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Billbergia nutans (Queen’s tears/ Friendship Plant)- Care Information
Billbergia nutans (Queen’s tears/ Friendship Plant) - Care Information
Important: Please read carefully and keep for future reference
Bilbergias are evergreen perennials originating from Brazil and Argentina where they are often found growing on the trunks of trees or in the crevices of rocks. They can either grown epiphytically (without soil around the roots) or in conventional soil. They have strappy leaves and pendant pink, green and blue tubular flowers with yellow anthers. These are produced on and off throughout the year but flower best when conditions are warm.
Position: Billberigias require natural but indirect sunlight. They will scorch on a sunny windowsill. They are one of the hardiest bromeliads to grow in the UK and can survive temperatures below freezing for short periods as long as they are in a reasonably dry, sheltered location. They are usually grown as houseplants however but they can be put outside in summer. During the winter in a centrally heated house the air can become very dry. Most house plants will benefit from a daily spritz of water to increase humidity. This can be done with a small handheld spray bottle.
Watering: Water sparingly, particularly in winter as they do not like sitting in very wet compost. In their natural habitat they can be found growing without their roots in soil on trees or rocks so are evolved to cope with low levels of water. Before watering test the moisture level of the compost with your finger. Water only when the surface of the compost is dry. If the plant is standing inside a container/ saucer without drainage holes ensure that there is no standing water in the bottom. It is a good idea to put some pebbles or grit in the bottom. Never plant into a pot without drainage holes. If you accidentally over-water the plant there will be no way for the water to drain away and this will kill it. We also suggest removing it every time you water and leave on a draining board or similar to drain thoroughly.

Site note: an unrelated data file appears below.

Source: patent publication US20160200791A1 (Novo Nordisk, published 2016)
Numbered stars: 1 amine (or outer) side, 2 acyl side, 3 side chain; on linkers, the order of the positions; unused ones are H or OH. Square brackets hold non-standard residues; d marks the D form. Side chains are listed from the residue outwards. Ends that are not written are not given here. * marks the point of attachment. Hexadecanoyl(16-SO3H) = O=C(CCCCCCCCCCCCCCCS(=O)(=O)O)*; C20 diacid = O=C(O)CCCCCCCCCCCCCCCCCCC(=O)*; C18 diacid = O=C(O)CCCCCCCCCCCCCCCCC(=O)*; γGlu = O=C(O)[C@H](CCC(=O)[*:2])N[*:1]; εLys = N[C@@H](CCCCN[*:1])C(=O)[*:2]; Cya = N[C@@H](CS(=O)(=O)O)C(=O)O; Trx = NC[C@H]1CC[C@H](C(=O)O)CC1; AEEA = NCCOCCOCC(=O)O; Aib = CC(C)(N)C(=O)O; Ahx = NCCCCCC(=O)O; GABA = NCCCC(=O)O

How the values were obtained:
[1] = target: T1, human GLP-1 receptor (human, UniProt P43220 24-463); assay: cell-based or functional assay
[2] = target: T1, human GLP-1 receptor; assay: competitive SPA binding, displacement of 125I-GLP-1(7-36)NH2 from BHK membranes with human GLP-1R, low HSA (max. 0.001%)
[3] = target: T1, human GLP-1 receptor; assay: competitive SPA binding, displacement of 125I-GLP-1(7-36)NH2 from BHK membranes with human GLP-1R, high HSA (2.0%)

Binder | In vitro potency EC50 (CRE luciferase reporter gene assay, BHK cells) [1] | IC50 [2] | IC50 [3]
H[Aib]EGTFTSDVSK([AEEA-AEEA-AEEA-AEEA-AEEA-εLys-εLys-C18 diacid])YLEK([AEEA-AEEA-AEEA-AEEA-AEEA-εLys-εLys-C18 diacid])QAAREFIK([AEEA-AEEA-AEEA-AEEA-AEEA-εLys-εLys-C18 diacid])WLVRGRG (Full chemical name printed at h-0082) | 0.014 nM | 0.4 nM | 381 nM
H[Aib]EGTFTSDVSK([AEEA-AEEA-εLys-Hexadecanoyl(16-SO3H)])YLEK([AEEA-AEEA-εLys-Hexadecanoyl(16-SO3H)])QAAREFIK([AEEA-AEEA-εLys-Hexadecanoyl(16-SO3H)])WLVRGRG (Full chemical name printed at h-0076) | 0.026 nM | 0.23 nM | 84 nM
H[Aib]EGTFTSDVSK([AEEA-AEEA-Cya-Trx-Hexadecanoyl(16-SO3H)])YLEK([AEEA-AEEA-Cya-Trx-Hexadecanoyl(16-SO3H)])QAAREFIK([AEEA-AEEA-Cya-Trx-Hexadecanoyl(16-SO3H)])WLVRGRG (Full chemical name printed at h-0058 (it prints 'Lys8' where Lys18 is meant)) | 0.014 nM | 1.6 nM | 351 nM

Feeding: Feed monthly with a balanced liquid fertiliser such as liquid growmore or seaweed extract. A specialist orchid/bromeliad feed would also be suitable.
Potting on: It is important not to over pot these plants as they do not like a lot of compost around the roots. Before you pot on turn the plant out of its current pot and inspect the rootball. If you can see lots of roots which have formed in the shape of the pot then it can be potted on but if not then leave it for a bit longer. Do this between May and August when the plant is in active growth and not in winter when the growth rate will have slowed down.
Compost: Billbergias require a well-drained compost. You can buy ready-made bromelaid compost or make your own by mixing 1 part peat-based/ multi-purpose compost with 1 parts fine/ medium grade bark. If you have some you can also mix 50:50 Orchid Compost with peat based compost. This creates a mix with a nice open structure with good drainage.